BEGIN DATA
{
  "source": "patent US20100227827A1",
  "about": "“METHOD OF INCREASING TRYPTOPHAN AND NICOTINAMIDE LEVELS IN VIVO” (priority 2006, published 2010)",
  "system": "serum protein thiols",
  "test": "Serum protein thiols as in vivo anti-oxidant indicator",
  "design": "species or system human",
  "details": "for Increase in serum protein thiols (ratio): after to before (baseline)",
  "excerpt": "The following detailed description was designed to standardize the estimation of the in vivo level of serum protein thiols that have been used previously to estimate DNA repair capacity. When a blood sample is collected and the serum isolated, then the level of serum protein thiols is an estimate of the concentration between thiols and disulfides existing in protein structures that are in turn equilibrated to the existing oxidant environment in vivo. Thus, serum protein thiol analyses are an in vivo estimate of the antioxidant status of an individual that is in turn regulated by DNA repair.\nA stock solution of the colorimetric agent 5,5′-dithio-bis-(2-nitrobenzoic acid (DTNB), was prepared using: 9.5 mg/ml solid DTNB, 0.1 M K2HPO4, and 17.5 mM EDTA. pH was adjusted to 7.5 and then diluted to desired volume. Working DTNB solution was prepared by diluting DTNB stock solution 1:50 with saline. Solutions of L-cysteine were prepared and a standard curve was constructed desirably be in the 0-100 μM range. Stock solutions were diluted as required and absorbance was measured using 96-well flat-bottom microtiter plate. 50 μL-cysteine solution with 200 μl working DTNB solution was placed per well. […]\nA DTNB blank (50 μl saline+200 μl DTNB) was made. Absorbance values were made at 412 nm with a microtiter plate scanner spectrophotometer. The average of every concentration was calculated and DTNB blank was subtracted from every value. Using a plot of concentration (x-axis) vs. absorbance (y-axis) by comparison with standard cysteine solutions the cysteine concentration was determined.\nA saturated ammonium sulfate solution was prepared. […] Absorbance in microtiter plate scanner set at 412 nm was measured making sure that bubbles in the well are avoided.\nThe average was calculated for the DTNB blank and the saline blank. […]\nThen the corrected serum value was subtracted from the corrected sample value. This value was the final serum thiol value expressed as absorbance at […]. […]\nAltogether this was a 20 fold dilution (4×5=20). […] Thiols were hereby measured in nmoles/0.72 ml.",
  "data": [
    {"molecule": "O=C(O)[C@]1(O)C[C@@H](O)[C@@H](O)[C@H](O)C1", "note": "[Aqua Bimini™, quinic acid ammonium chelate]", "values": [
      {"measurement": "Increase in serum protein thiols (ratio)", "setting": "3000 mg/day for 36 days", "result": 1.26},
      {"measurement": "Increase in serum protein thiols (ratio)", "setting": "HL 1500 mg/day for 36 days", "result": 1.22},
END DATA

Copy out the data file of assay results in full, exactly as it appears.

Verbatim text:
{
  "source": "patent US20100227827A1",
  "about": "“METHOD OF INCREASING TRYPTOPHAN AND NICOTINAMIDE LEVELS IN VIVO” (priority 2006, published 2010)",
  "system": "serum protein thiols",
  "test": "Serum protein thiols as in vivo anti-oxidant indicator",
  "design": "species or system human",
  "details": "for Increase in serum protein thiols (ratio): after to before (baseline)",
  "excerpt": "The following detailed description was designed to standardize the estimation of the in vivo level of serum protein thiols that have been used previously to estimate DNA repair capacity. When a blood sample is collected and the serum isolated, then the level of serum protein thiols is an estimate of the concentration between thiols and disulfides existing in protein structures that are in turn equilibrated to the existing oxidant environment in vivo. Thus, serum protein thiol analyses are an in vivo estimate of the antioxidant status of an individual that is in turn regulated by DNA repair.\nA stock solution of the colorimetric agent 5,5′-dithio-bis-(2-nitrobenzoic acid (DTNB), was prepared using: 9.5 mg/ml solid DTNB, 0.1 M K2HPO4, and 17.5 mM EDTA. pH was adjusted to 7.5 and then diluted to desired volume. Working DTNB solution was prepared by diluting DTNB stock solution 1:50 with saline. Solutions of L-cysteine were prepared and a standard curve was constructed desirably be in the 0-100 μM range. Stock solutions were diluted as required and absorbance was measured using 96-well flat-bottom microtiter plate. 50 μL-cysteine solution with 200 μl working DTNB solution was placed per well. […]\nA DTNB blank (50 μl saline+200 μl DTNB) was made. Absorbance values were made at 412 nm with a microtiter plate scanner spectrophotometer. The average of every concentration was calculated and DTNB blank was subtracted from every value. Using a plot of concentration (x-axis) vs. absorbance (y-axis) by comparison with standard cysteine solutions the cysteine concentration was determined.\nA saturated ammonium sulfate solution was prepared. […] Absorbance in microtiter plate scanner set at 412 nm was measured making sure that bubbles in the well are avoided.\nThe average was calculated for the DTNB blank and the saline blank. […]\nThen the corrected serum value was subtracted from the corrected sample value. This value was the final serum thiol value expressed as absorbance at […]. […]\nAltogether this was a 20 fold dilution (4×5=20). […] Thiols were hereby measured in nmoles/0.72 ml.",
  "data": [
    {"molecule": "O=C(O)[C@]1(O)C[C@@H](O)[C@@H](O)[C@H](O)C1", "note": "[Aqua Bimini™, quinic acid ammonium chelate]", "values": [
      {"measurement": "Increase in serum protein thiols (ratio)", "setting": "3000 mg/day for 36 days", "result": 1.26},
      {"measurement": "Increase in serum protein thiols (ratio)", "setting": "HL 1500 mg/day for 36 days", "result": 1.22},